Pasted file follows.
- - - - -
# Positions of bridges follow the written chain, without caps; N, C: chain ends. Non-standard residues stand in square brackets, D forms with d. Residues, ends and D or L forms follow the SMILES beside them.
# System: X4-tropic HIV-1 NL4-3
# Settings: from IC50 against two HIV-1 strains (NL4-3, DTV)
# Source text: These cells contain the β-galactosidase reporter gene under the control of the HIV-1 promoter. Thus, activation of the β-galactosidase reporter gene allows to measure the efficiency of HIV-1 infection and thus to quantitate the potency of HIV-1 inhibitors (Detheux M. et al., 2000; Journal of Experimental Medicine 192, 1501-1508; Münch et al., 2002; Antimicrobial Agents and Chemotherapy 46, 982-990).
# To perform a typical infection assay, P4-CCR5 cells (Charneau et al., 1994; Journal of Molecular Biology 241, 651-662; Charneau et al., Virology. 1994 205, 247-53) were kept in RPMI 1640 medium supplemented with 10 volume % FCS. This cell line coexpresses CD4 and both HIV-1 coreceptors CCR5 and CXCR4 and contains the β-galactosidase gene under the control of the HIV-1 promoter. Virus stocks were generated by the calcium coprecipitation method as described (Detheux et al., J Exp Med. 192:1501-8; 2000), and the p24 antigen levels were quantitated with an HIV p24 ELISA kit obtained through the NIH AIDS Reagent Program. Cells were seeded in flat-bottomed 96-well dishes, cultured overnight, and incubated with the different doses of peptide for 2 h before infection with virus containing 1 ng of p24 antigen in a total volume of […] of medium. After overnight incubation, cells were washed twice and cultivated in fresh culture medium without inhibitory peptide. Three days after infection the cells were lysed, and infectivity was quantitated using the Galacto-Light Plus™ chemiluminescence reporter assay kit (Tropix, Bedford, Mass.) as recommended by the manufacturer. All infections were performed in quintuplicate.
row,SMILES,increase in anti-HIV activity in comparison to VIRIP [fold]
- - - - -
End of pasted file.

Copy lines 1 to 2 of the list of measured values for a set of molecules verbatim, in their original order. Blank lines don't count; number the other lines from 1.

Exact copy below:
# Positions of bridges follow the written chain, without caps; N, C: chain ends. Non-standard residues stand in square brackets, D forms with d. Residues, ends and D or L forms follow the SMILES beside them.
# System: X4-tropic HIV-1 NL4-3